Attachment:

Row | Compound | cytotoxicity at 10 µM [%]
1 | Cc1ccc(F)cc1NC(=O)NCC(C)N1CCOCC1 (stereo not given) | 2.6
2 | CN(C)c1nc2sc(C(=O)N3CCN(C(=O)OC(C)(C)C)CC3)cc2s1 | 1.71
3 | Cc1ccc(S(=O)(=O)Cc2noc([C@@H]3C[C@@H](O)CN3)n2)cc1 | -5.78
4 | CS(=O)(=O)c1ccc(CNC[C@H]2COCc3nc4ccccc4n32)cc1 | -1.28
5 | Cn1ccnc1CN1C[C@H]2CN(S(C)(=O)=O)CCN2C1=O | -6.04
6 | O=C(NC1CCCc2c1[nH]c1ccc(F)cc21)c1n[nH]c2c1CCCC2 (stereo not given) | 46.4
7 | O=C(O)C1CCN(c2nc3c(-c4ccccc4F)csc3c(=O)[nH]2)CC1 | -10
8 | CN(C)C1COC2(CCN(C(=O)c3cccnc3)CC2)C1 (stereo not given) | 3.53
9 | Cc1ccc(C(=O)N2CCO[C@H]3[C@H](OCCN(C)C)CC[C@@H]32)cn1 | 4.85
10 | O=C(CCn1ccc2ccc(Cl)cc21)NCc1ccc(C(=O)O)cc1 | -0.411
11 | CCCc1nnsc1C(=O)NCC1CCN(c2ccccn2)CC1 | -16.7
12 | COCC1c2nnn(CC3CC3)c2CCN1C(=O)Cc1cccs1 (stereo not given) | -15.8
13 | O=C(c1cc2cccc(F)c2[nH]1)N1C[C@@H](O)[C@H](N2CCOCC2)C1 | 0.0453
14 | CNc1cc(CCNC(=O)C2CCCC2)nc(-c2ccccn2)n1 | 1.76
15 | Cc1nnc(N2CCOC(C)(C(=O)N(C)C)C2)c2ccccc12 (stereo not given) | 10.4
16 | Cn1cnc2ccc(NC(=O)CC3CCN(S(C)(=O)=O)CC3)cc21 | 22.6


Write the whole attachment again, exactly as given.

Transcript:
Row | Compound | cytotoxicity at 10 µM [%]
1 | Cc1ccc(F)cc1NC(=O)NCC(C)N1CCOCC1 (stereo not given) | 2.6
2 | CN(C)c1nc2sc(C(=O)N3CCN(C(=O)OC(C)(C)C)CC3)cc2s1 | 1.71
3 | Cc1ccc(S(=O)(=O)Cc2noc([C@@H]3C[C@@H](O)CN3)n2)cc1 | -5.78
4 | CS(=O)(=O)c1ccc(CNC[C@H]2COCc3nc4ccccc4n32)cc1 | -1.28
5 | Cn1ccnc1CN1C[C@H]2CN(S(C)(=O)=O)CCN2C1=O | -6.04
6 | O=C(NC1CCCc2c1[nH]c1ccc(F)cc21)c1n[nH]c2c1CCCC2 (stereo not given) | 46.4
7 | O=C(O)C1CCN(c2nc3c(-c4ccccc4F)csc3c(=O)[nH]2)CC1 | -10
8 | CN(C)C1COC2(CCN(C(=O)c3cccnc3)CC2)C1 (stereo not given) | 3.53
9 | Cc1ccc(C(=O)N2CCO[C@H]3[C@H](OCCN(C)C)CC[C@@H]32)cn1 | 4.85
10 | O=C(CCn1ccc2ccc(Cl)cc21)NCc1ccc(C(=O)O)cc1 | -0.411
11 | CCCc1nnsc1C(=O)NCC1CCN(c2ccccn2)CC1 | -16.7
12 | COCC1c2nnn(CC3CC3)c2CCN1C(=O)Cc1cccs1 (stereo not given) | -15.8
13 | O=C(c1cc2cccc(F)c2[nH]1)N1C[C@@H](O)[C@H](N2CCOCC2)C1 | 0.0453
14 | CNc1cc(CCNC(=O)C2CCCC2)nc(-c2ccccn2)n1 | 1.76
15 | Cc1nnc(N2CCOC(C)(C(=O)N(C)C)C2)c2ccccc12 (stereo not given) | 10.4
16 | Cn1cnc2ccc(NC(=O)CC3CCN(S(C)(=O)=O)CC3)cc21 | 22.6